Australian Open 2019: Osaka Defeats Kvitova to Win Women’s Singles ChampionshipJanuary 26, 2019
Kastles Star Claims Second Grand Slam Title & World #1 Ranking
Kastles superstar Naomi Osaka has done it!
In arguably the toughest test of her career, the 21-year-old Japanese sensation rose to the occasion on one of the biggest stages in tennis and defeated two-time Wimbledon champion Petra Kvitova of Czech Republic, 7-6(2), 5-7, 6-4, to win the 2019 Australian Open women's singles championship, claiming her second major title and the world's #1 ranking.
"For me, I feel like it hasn't really sunk in," said Osaka in her post-match press conference. "Maybe in the next tournament I play, if I see the #1 next to my name, I'll feel something. But for now, I'm more happy that I won this trophy."
The victory also extended Osaka's Grand Slam winning streak to 14-consecutive matches. She is now the first maiden Grand Slam champion to win two major titles in a row since Jennifer Capriati in 2001.
Osaka's path to the title was not easy. Despite a breezy win over her first round opponent and a dominant performance over #6 seed Elina Svitolina in the quarterfinals, the Kastles star was forced to three sets in three matches leading up to the final, including her semifinal match against world #8 Karolina Pliskova, who defeated Kastles legend and 23-time Grand Slam champion Serena Williams in the quarters.
But the three-setter against Kvitova in the final was perhaps the most challenging match of her career. The Czech star was playing in her first major final since 2014 with an equal chance of taking over the world #1 ranking. As expected, the battle for the title and the top prize in the women's game was intense from the start.
The big-hitting duo exchanged body blows off the ground and defended their serves, facing a combined total of eight breakpoints between them, two of which doubled as set points for Osaka at 6-5, to force a high-octane, first set tiebreak. The turning point came when Osaka blasted a backhand return winner to grab the first mini-break. She rode the momentum of her backhand, dropping just two points in the tiebreak, to take the opening set.
But Kvitova didn't go away. The Czech capitalized on an early letdown in the second set. She broke Osaka in her first service game to take a 2-0 lead. But the letdown proved temporary. The Kastle broke back in the next game and raced to a 5-3 lead and earned three championship points on Kvitova's serve at 0-40. But in a dramatic momentum swing, the two-time Wimbledon champ saved all three, one with a searing forehand winner, and forced Osaka to serve for the match.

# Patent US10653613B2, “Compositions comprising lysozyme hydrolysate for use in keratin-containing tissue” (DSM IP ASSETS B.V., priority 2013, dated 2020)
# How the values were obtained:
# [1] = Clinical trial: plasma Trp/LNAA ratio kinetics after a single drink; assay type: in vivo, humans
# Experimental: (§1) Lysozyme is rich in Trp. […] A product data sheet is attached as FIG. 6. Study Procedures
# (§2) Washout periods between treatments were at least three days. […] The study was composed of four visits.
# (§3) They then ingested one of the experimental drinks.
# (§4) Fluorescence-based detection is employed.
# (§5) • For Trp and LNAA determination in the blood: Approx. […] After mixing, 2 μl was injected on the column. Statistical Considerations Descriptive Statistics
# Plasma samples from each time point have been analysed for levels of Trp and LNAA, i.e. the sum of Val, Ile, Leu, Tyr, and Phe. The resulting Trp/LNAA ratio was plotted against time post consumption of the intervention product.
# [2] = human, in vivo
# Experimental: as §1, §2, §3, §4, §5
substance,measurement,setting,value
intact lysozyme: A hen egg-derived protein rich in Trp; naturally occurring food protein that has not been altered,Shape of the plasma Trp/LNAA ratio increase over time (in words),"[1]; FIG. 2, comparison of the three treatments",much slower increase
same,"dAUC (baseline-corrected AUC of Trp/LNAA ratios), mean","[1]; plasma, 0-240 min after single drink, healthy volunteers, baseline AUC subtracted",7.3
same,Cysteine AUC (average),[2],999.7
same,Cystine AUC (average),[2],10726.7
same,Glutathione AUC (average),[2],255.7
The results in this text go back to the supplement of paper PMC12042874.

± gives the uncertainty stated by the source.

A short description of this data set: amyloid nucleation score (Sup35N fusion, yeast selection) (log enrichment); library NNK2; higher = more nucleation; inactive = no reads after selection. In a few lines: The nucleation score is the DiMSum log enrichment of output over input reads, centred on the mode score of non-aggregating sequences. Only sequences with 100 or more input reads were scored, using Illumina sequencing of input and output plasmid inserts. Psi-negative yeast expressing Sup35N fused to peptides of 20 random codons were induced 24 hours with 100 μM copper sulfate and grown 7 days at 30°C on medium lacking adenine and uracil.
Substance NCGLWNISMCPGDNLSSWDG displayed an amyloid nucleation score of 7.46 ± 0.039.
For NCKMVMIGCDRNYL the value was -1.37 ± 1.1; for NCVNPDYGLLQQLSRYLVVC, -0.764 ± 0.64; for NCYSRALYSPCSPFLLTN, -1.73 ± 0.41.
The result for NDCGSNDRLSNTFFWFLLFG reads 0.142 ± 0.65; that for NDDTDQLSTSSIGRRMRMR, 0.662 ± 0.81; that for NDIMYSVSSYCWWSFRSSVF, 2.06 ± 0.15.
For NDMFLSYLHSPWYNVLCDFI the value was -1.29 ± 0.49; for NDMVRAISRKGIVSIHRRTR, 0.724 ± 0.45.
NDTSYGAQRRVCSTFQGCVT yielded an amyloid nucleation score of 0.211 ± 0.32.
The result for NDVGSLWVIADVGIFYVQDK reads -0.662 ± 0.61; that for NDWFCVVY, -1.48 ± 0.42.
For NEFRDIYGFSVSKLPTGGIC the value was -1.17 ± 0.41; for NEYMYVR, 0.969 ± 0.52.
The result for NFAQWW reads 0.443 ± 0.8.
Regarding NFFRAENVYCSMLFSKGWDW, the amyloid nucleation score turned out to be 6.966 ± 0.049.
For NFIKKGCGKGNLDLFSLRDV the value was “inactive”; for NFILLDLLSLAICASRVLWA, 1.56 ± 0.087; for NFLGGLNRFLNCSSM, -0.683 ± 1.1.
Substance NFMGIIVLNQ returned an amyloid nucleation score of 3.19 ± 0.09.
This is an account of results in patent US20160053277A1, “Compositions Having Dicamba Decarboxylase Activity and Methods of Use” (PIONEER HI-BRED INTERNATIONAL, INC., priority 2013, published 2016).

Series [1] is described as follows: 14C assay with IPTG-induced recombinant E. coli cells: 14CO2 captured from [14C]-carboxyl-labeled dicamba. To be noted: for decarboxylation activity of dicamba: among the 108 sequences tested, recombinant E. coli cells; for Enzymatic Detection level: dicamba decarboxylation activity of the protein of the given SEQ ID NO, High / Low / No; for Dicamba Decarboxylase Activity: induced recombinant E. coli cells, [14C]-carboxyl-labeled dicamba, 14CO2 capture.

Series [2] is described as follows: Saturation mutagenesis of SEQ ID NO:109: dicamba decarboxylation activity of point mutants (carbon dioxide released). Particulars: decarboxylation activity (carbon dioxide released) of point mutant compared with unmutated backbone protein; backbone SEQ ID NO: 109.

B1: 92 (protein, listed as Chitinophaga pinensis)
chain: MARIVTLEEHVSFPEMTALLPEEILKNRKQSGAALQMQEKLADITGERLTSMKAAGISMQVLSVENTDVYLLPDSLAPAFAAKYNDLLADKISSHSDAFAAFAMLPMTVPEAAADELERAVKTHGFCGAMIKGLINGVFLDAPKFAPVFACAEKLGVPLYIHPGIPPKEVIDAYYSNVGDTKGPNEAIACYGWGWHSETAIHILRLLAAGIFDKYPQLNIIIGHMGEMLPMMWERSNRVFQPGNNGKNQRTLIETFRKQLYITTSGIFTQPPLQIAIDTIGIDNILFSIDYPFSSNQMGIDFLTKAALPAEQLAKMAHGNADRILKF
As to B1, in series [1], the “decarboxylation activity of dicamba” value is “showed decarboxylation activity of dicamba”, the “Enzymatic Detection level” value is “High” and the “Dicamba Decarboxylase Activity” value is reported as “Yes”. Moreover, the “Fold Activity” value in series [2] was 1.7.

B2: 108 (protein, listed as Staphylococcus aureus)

With so much on the line, nerves temporarily delayed the final outcome of the match. Kvitova took advantage of her extended life in the set and scored two-straight breaks on the Osaka serve, and saved another breakpoint at 5-all, to win five-straight games and level the match a set apiece.
Osaka quickly recovered in the deciding set and grabbed the first break in the third game with a jaw-dropping backhand winner and took another 0-40 lead on the Kvitova serve at 4-2. But once again, Kvitova found her best level when she was in jeopardy. She saved all three breakpoints and held with an ace. It was an impressive demonstration of power, but the damage had been done. Both players held the next two games, which gave Osaka the opportunity to serve for the match again at 5-4. And this time the Kastle didn't flinch.
She hit an ace on the very first point and clinched the set and match dropping just a single point.
All in, Osaka hit 33 winners to 33 unforced errors, fired 9 aces, and won 76 percent of her first serve points.
"I had dreams that I would win this tournament, " said Osaka after the match. "Every time I have a dream, somehow I accomplish it. I still feel like it's a very strange moment. Like, I feel like I'm living right now, but it's not necessarily real, if that makes sense."
It's no dream Osaka is the new world #1.
She is the first Japanese player - man or woman - to achieve this historic milestone since computer rankings were introduced in 1975 and the 26th woman overall to hold the #1 ranking. At 21 years and 104 days old, she is also the youngest player to make her WTA world #1 debut since Caroline Wozniacki in 2010 at 20 years and 92 days old.
"I'm beyond excited to become the new WTA world #1," said Osaka. "I am honored to be part of the elite group of players who have reached the #1 ranking."
For more on Naomi and all your favorite Kastles, follow along on Facebook, Twitter & Instagram @washkastles